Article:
Between 4%-19% of health spending can be attributed to stress-related conditions, according to a new report published by Cigna and Asia Care Group.
The report, titled Chronic Stress: Are we reaching health system burn out?, examines the impact of stress-related conditions in Australia, Hong Kong, Singapore, South Korea, Taiwan, Thailand, United Arab Emirates, the United Kingdom and the United States.
The research demonstrates that this proportion of healthcare spend translates to one of the largest single areas of spend facing health systems today. As many as 25% of hospital admissions, 19% of emergency department attendances, 35% of primary care visits, and 12% of outpatient attendances are likely to be the result of conditions driven by stress. This is a significant burden on all parts of health systems, at a time when they are already overstretched, and costs are expected to continue to rise.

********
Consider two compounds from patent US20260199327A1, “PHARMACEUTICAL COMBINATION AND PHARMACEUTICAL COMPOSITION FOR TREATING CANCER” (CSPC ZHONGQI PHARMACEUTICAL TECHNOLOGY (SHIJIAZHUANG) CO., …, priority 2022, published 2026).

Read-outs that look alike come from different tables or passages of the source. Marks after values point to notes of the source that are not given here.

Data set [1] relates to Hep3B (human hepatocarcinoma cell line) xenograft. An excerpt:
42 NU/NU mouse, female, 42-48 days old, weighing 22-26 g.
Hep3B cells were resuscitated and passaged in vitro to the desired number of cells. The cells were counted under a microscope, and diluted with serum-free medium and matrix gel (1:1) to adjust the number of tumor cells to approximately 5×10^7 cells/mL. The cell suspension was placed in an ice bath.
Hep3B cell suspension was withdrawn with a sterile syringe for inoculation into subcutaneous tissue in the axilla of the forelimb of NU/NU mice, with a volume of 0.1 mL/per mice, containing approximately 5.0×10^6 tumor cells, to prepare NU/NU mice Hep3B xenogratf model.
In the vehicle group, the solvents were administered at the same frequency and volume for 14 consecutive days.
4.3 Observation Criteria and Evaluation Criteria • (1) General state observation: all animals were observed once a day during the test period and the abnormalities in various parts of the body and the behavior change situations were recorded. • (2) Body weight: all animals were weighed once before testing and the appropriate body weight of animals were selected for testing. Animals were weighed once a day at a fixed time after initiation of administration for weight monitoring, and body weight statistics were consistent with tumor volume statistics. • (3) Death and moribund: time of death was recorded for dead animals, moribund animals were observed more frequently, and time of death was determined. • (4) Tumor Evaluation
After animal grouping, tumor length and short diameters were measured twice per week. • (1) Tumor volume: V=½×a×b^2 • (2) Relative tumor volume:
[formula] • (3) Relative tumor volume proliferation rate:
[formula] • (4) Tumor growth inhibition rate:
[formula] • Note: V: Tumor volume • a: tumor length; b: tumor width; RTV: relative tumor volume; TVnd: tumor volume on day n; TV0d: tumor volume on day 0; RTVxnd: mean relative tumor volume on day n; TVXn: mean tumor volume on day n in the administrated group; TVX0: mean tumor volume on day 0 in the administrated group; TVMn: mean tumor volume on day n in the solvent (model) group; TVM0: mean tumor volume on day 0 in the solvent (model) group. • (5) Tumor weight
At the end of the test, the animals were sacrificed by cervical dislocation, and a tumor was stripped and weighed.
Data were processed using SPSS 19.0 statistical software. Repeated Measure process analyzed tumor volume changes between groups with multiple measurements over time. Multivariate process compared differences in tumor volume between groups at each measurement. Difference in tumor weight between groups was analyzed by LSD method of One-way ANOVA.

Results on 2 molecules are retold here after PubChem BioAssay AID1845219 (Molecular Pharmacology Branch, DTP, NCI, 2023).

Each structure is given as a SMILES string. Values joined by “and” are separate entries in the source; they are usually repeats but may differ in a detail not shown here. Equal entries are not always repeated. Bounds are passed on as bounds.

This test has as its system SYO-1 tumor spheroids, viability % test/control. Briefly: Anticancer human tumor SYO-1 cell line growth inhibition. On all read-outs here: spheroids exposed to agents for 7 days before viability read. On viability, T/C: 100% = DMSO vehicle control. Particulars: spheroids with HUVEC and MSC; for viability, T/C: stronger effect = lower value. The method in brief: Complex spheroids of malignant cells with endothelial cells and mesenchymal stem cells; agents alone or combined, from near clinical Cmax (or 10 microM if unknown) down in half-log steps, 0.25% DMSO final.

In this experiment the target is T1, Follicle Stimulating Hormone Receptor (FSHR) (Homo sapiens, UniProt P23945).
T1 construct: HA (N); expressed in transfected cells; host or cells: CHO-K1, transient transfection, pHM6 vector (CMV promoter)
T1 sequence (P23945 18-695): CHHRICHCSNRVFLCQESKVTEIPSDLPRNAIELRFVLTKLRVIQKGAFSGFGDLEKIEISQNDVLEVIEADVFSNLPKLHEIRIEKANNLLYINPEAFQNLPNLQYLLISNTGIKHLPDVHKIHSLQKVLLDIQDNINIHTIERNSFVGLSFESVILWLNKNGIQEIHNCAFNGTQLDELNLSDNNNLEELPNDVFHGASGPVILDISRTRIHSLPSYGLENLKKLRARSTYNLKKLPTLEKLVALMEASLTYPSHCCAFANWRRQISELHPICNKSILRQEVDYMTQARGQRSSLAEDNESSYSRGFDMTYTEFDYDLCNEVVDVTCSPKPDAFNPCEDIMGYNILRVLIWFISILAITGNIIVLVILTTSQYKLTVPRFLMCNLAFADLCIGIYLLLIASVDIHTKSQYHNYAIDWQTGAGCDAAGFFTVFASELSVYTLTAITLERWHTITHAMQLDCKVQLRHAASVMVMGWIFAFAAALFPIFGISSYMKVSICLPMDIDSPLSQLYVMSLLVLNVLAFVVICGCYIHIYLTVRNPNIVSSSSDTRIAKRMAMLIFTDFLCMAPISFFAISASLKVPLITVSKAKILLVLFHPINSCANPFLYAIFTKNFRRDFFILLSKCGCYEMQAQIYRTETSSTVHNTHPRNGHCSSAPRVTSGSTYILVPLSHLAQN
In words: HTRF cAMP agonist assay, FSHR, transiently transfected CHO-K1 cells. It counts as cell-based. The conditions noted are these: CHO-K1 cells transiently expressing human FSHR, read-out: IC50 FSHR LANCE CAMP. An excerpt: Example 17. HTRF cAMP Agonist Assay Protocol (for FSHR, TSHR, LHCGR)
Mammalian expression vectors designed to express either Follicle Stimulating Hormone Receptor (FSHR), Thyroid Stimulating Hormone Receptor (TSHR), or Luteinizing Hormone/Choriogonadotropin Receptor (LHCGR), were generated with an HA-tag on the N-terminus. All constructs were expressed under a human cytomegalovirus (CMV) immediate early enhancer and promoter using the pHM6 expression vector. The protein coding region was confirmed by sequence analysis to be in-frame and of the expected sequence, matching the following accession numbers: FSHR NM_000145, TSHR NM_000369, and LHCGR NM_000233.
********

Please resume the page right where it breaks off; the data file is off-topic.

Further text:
Annual Costs of Stress and as a Percentage of Total Health Expenditure:
|Hong Kong||US$3,758 million||17.6%|
|South Korea||US$13,083 million||11.0%|
|United Arab Emirates||US$1,866 billion||12.8%|
|United Kingdom||US$14,794 million||6.2%|
|United States||US$133,200 million||4.0%|
"Employers, healthcare leaders, payors and hospitals can do much to help reduce the impact of chronic stress. This report makes recommendations on how to help prevent stress-related conditions, ensure effective treatment, recovery along with better monitoring and evaluation.
"Our ambition is to help people change their behaviour and to start their own ‘stress care’ to highlight that by taking care of stress they are potentially avoiding serious, chronic illness which can develop from un-managed, chronic stress," continued Mr Mengual.
The reports are available here: